In the last few months, I’ve written about Billy Wilder, Preston Sturges, Jean Vigo, a feature about silent film (featuring Santa), my desire to see classics on the big screen in the future (including American classics, so they won’t necessarily be foreign), a tongue in cheek entry about the work of Woody Allen, the sociology of film, a healthy list of my favorite Criterion horror selections… And yes, that stuff has been balanced out by a once in a lifetime chance to get excited about baseball, and has been mixed in with a healthy dose of some TV articles. I try to have a good mix. If someone can come here and see a classic director or film (foreign OR American) featured and it draws them in, that makes me very happy. If fans of certain TV shows can do the same, that makes me very happy. If fans of horror or b-movies or people who want a laugh can find something they enjoy here, that makes me happy. I try to cater to my own interests, but more importantly I’m trying to keep those interests as varied as I can. Most of all, I hope that those things appeal to the people who read. Not all of my readers are as into the same 5 directors again and again and again as I am and after about 2 weeks of constantly mentioning them, it’d become very boring for them.

      • I completely understand. Thanks for laying out the facts, too, it was good to know them. I am happy with what is happening at TDYLF and a lot of it is that I don’t know what neat ideas you’ll come up with next, and they’re always interesting and original. Hell, even the ones I don’t like are still excitingly presented and I’ll read them anyway. You’re a great writer John, and the more I think about what you’ve said, the less I want you to change a single thing. This is a great site – no, an AMAZING site, and every day I find myself unable to resist having a peek to see what inspirational new article or graphic design piece you’ve come up with, and you can count on me to keep returning, as a constant reader and admirer of your work.

  3. Matt Stewart

    For me it would be Spurlock, Lang and Chaplin the most probably. However, in my opinion Spike Lee is not a director that needs much talking about 😉

    • Ha… Spike is a bit of a love him or hate him director, and I’ll admit- his last 10 to 15 years have had some real duds. But I really like his early and middle year stuff. It’s sort of an African Americanized version of Scorsese, with the gritty NYC streets and the camera in constant motion. IIRC, those two have a lot of respect for one another and I can see why.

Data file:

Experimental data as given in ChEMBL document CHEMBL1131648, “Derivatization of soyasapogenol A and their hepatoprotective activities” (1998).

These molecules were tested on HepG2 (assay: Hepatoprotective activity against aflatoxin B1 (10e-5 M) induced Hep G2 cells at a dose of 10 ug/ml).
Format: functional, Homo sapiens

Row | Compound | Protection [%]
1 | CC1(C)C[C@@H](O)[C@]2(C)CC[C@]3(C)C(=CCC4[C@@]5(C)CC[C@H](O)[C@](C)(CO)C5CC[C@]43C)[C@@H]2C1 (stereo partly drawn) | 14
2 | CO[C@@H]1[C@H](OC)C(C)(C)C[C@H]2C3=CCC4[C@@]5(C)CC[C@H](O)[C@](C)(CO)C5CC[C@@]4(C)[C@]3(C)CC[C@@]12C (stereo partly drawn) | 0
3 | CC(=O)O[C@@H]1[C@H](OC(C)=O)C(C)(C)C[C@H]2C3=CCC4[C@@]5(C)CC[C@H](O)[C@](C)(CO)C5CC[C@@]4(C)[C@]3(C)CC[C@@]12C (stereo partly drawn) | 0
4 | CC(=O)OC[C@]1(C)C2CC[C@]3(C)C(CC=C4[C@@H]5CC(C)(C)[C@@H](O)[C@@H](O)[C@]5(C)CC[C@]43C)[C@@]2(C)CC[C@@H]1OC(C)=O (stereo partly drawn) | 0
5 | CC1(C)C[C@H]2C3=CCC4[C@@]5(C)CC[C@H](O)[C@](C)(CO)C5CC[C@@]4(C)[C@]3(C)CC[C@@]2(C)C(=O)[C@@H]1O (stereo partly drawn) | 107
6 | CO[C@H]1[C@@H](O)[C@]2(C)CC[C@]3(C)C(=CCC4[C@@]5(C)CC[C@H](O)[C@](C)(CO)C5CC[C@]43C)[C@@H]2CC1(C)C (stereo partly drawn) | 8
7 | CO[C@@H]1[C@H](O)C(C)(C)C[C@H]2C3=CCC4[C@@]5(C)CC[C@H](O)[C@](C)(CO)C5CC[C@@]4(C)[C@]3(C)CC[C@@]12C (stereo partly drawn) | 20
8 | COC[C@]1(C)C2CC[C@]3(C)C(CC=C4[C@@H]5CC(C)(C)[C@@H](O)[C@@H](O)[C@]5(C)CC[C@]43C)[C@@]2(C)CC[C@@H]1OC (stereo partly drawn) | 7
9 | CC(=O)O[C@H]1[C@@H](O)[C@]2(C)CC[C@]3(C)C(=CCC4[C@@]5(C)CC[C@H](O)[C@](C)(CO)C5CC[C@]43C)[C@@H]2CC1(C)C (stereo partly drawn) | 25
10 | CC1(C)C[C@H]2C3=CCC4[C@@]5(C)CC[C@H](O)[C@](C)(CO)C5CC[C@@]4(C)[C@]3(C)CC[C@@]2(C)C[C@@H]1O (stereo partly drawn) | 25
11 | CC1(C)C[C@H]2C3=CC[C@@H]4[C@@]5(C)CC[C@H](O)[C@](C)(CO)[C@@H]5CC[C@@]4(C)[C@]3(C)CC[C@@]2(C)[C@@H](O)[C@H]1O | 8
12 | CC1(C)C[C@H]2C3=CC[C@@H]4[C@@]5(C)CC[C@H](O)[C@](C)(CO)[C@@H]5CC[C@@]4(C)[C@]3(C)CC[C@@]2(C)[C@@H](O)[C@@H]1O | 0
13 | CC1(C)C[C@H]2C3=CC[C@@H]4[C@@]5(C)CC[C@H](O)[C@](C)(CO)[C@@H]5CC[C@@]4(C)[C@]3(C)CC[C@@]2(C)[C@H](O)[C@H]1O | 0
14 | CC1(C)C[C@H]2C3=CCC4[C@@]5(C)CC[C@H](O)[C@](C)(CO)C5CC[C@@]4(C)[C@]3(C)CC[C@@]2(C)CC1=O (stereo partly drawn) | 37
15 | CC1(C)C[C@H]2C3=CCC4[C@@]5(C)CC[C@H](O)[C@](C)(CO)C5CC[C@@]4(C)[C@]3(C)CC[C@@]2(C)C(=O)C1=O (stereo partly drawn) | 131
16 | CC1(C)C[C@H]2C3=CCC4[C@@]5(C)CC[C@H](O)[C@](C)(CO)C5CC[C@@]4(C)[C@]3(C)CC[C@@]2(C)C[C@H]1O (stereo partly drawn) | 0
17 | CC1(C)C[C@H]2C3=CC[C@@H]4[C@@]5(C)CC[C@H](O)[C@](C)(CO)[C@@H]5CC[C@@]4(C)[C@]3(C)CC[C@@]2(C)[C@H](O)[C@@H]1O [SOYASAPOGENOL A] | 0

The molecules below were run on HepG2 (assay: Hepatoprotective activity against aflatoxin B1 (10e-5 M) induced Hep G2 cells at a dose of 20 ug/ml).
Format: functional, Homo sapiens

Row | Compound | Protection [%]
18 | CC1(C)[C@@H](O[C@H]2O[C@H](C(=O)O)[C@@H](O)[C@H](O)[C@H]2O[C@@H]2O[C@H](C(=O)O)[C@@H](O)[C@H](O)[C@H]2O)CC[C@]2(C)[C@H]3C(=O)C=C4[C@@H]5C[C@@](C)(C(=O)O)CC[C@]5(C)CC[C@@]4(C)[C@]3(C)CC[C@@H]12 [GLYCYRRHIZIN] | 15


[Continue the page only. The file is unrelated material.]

4. Great list…. but more importantly… Loving the new Banner!! 🙂

    • Thanks for noticing, Scott. The old one was dated, and sort of fit into a different design that I had in mind. It was time for a quick update, without a total overhaul. I can’t lose the Andalusian Droid.

  5. Ok, if you haven’t you must read Down and Dirty Pictures by Peter Biskind. It is a nice overlook on American Independant Cinema of the 80’s, 90’s and early 2000’s. But like Matt I don’t really give much to Lee as a director…
    Huston and Hitchcock a great directors but there is so much written about them that you don’t want to repeat what is already been said. Chaplin is a personal favorite and I would love to write a piece about him but I just don’t know where to start. I love the man and the artist.
    I’d love to discover more from Lang, because his lesser known pictures are amazing and he made himself a nice spot in the pantheon of Film Noir directors!
    Peckinpah is a raw precursor in American Cinema. Cassavetes lacks in my movie knowledge (I’ve only seen Husbands which I liked a lot). Altman is harder to get but a rich and dense director.
    Finally, Del Toro is a director I just can’t stand. But it is just my opinion…
    Great post John!

    • Lang’s German work alone has more masterpieces than most directors make in a lifetime.

      RE: that book, is that the one about Miramax? I know there’s one that focuses on Miramax in the 90’s and I’ve had my eye on it for awhile. Or, at least, I’ve been thinking of reading it for awhile.

      Cassavetes’ Killing of a Chinese Bookie is great. And really, everything he made from 1959 until 1976 or so, that I’ve seen, has been spectacular.

  6. Vladdy

    I second Phil on “A Matter of Life and Death”, and also add Huston’s “The Dead.” Somehow, the greatest short story written in English becomes an amazing film! Reading it, you’d never see a movie in it.

    • The Dead is a great movie. It’s sort of belongs in a jacked up list of Christmas movies that aren’t really Christmas movies. It was a hell of swan song for John Huston.